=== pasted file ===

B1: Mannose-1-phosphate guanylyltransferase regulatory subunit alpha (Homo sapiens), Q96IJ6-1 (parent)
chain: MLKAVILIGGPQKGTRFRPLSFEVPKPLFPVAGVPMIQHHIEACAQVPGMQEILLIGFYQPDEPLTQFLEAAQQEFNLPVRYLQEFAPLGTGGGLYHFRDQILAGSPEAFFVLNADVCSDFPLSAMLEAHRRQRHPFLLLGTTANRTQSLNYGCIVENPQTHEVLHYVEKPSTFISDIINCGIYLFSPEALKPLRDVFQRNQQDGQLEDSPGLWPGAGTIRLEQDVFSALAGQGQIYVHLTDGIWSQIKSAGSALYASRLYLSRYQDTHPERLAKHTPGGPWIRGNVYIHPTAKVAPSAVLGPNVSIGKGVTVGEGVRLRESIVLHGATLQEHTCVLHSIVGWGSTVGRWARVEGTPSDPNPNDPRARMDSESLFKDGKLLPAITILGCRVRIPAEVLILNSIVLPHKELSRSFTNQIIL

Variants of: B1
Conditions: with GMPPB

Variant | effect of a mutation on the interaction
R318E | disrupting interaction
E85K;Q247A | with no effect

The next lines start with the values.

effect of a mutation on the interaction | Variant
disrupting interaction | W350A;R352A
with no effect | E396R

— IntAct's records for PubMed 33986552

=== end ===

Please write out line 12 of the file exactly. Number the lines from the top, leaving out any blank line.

— IntAct's records for PubMed 33986552